Composed:

2/34 – 9/2/35

First Performed:

9/30/1935

Charted:

July 13, 1959 ST

ST refers to the 1959 soundtrack


Rating:


Genre:

show tunes/ opera


Quotable:

--


Parts/Movements:

    Act I/1:
  1. "Summertime"
  2. (crap game) "Seems like these bones"
  3. "I been sweatin' all day..."
  4. "Lord, I is tired this night..."
  5. "A woman is a sometime thing"
  6. "Here come de Honey Man" (street cry)
  7. "Evenin' ladies" (entrance of Porgy)
  8. "They pass by singin'"
  9. (crap game) "Yo mammy's gone..."
  10. "Crown cockeyed drunk..."
  11. "Oh, little stars..." (Robin's murder) Act I/2:
  12. "Gone, gone, gone"
  13. "Overflow"
  14. "My man's gone now"
  15. "Leavin' fo' the Promis' Land" (Train song) Act II/1:
  16. "It take a long pull to get there"
  17. "I got plenty o' nuttin'"
  18. "I hates yo' struttin' style" *
  19. "Mornin', lawyer" (entrance of Frazier)
  20. "Lord, Lord, listen what she say"
  21. "Course I sells divorce"
  22. "Woman to lady"
  23. "Buzzard song" *
  24. "Bess, you is my woman now"
  25. "Oh, I can't sit down" Act II/2:
  26. "Allegretto barbaro" (percussion)
  27. "I ain't got no shame" *
  28. "It ain't necessarily so"
  29. "Shame on all of you sinner"
  30. "What you want with Bess?" Act II/3:
  31. "It take a long pul to get there" (reprise)
  32. "De white folks put me in"
  33. "Oh, Doctor Jesus" (time and time again)
  34. "Street cries": "Strawberry Woman, Honey Ma, Crab Man"
  35. "I loves you, Porgy"
  36. "Hurricane" Act II/4:
  37. "Prayers" for 6 voices *
  38. "Oh de Lord shake de heavens"
  39. "Summertime" (reprise)
  40. "Oh dere's somebody knockin' at de do'"
  41. "A red headed woman"
  42. "Lawd, save us" (counterpoint to: A red headed woman)
  43. "Prayers" (reprise) Act III/1:
  44. "Clara, Clara, don't you be downhearted"
  45. "Summertime" (reprise by Bess)
  46. "Fugue" (the death of Crown) Act III/2:
  47. "Scene with detective": "Serena been very sick..."
  48. "We ain't seen nothin' Bess"
  49. "You knows me, boss..."
  50. "There's a boat dat's leavin' soon for New York" Act III/2:
  51. "Moderato commodo" (occupational humoresque)
  52. "Good mornin', sister" *
  53. "Sure to go to Heaven" *
  54. "How are you dis mornin'" *
  55. "Thank Gawd, I's home again!" (return of Porgy)
  56. "Here, boy looks what I brought for you"
  57. "Where's my Bess?"
  58. "I'm on my way"

* eliminated in Boston


Average Duration:

154:50


Sales (in millions):

0.5 ST
--
--
0.5 ST


Peak:

8 ST
7 ST


Singles/Hit Songs: *

  • I Got Plenty O’ Nuttin’
    Leo Reisman (1935) #5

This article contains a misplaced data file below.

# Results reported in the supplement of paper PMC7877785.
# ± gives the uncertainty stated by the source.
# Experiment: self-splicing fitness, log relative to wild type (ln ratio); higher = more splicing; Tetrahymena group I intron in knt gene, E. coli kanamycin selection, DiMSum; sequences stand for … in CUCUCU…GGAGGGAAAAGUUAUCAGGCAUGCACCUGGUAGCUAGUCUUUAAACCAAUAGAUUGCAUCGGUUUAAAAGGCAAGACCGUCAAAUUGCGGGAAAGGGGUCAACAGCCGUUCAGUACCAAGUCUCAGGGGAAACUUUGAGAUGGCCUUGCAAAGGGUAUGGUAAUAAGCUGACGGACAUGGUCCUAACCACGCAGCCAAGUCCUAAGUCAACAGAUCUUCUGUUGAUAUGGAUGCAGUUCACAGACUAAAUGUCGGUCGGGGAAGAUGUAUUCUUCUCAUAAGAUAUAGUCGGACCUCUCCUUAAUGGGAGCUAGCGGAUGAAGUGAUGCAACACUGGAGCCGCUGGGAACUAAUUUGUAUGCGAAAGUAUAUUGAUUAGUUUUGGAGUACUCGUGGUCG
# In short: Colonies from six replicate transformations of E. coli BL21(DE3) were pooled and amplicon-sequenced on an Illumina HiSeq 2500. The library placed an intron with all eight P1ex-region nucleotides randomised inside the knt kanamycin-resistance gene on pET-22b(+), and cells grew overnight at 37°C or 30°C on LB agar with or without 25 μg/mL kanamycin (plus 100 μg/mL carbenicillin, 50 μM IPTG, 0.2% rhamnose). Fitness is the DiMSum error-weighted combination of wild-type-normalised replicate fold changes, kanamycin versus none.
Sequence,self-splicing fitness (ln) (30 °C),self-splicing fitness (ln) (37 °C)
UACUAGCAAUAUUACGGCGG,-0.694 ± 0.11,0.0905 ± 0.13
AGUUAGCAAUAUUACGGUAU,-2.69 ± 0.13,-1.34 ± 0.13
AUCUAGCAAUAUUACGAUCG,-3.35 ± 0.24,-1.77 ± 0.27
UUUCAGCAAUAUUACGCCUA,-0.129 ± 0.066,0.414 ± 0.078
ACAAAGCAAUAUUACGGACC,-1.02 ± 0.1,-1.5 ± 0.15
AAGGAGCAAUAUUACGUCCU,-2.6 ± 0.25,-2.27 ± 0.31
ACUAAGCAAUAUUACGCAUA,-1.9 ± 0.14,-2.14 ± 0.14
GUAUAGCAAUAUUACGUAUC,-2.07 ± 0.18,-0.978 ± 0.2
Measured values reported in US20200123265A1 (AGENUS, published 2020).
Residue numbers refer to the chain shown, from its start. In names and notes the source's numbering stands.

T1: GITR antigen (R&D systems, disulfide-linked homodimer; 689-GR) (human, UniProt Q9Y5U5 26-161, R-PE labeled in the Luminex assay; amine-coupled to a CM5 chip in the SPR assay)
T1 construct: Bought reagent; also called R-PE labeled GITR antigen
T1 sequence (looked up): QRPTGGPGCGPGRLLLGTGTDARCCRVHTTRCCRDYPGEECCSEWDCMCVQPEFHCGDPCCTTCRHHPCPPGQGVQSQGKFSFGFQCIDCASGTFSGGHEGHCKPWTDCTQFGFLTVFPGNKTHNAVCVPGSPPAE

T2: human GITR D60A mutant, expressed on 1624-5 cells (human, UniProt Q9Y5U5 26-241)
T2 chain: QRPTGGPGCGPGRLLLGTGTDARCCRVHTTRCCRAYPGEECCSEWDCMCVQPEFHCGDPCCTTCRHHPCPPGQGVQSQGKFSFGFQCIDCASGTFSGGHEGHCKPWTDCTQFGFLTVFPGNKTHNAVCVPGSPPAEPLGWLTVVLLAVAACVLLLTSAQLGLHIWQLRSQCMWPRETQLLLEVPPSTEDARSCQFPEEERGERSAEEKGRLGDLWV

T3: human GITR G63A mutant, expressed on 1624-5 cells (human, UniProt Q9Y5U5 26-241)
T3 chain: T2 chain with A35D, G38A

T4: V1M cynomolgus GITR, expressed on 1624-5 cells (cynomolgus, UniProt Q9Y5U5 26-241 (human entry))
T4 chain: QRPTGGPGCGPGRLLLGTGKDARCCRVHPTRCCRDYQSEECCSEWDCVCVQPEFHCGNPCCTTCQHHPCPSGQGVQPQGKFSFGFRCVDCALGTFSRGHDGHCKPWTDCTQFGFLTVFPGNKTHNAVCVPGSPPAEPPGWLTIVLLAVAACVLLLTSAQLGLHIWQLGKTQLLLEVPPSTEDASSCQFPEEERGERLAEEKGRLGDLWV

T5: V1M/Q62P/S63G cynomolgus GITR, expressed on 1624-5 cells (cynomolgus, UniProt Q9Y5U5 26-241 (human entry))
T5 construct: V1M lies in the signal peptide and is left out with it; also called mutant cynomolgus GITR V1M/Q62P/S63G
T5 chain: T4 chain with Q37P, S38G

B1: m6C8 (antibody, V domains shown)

• It Ain’t Necessarily So
    Leo Reisman (1935) #16
    Bing Crosby (1936) #18
  • Summertime
    Billie Holiday (1936) #12
    Sam Cooke (1957) #81
    Marcels (1961) #78
    Rick Nelson (1962) #89
    Chris Columbo Quintet (1963) #93
    Billy Stewart (1966) #10
  • I Loves You, Porgy
    Nina Simone (1959) #18

Notes:

* As was common in the pre-rock era, multiple versions of a single song from a Broadway show would become hits. All chart positions are from the U.S. Billboard pop charts.


Awards:


Porgy and Bess

George Gershwin/ Ira Gershwin/ Dubose Heyward (composers)

Review:

Porgy and Bess is an opera, first performed in 1935, with music by George Gershwin, libretto by DuBose Heyward, and lyrics by Ira Gershwin and DuBose Heyward. It was based on DuBose Heyward’s novel Porgy and the play of the same name that he co-wrote with his wife Dorothy Heyward. All three works deal with African American life in the fictitious Catfish Row (based on the real-life Cabbage Row) in Charleston, South Carolina, in the early 1920s,” WK specifically telling “the story of Porgy, a crippled black man living in the slums of Charleston, South Carolina, and his attempts to rescue Bess from the clutches of Crown, her pimp, and Sportin' Life, the drug dealer.” WK

“The opera is admired for Gershwin’s innovative synthesis of European orchestral techniques with American jazz and folk music idioms.” WK “After a furiously paced apprenticeship mastering Broadway song-and-dance musical comedy formulas, from the mid-‘20s on…Gershwin, working closely with his lyricist brother, Ira, composed to books which allowed greater scope for music…Lady Be Good (1924), Oh, Kay (1926), Funny Face (1927), and Girl Crazy (1930) enlarged the stick figures of their farcical plots into genuine characters. Strike Up the Band (1927, revised 1930), Of Thee I Sing (1931), and Let ‘Em Eat Cake (1933) already have operatic scope, and human dimension which only their coruscating satire holds in check. As early as 1922, in the one-act opera Blue Monday, Gershwin had shown a flair for drama with a confident mingling of pop, blues, and jazz, though it was unmatched by literary discrimination; and his scintillant score is undone by a ridiculous book.” AC